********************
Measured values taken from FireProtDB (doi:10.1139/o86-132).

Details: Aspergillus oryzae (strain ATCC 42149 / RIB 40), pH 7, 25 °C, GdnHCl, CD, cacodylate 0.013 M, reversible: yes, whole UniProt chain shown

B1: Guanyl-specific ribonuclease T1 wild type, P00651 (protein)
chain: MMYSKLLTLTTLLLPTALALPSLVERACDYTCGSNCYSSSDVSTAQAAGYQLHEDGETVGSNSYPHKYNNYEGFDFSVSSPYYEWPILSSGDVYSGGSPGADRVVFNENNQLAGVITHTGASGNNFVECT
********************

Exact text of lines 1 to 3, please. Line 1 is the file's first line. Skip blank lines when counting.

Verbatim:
Measured values taken from FireProtDB (doi:10.1139/o86-132).

Details: Aspergillus oryzae (strain ATCC 42149 / RIB 40), pH 7, 25 °C, GdnHCl, CD, cacodylate 0.013 M, reversible: yes, whole UniProt chain shown

B1: Guanyl-specific ribonuclease T1 wild type, P00651 (protein)